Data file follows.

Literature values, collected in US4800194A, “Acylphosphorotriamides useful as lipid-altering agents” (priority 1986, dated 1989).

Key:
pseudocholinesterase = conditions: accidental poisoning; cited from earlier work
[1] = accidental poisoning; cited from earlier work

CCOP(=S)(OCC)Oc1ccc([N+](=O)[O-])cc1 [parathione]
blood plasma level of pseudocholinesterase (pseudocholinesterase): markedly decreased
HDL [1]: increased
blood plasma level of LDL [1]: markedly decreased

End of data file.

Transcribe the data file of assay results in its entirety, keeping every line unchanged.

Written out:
Literature values, collected in US4800194A, “Acylphosphorotriamides useful as lipid-altering agents” (priority 1986, dated 1989).

Key:
pseudocholinesterase = conditions: accidental poisoning; cited from earlier work
[1] = accidental poisoning; cited from earlier work

CCOP(=S)(OCC)Oc1ccc([N+](=O)[O-])cc1 [parathione]
blood plasma level of pseudocholinesterase (pseudocholinesterase): markedly decreased
HDL [1]: increased
blood plasma level of LDL [1]: markedly decreased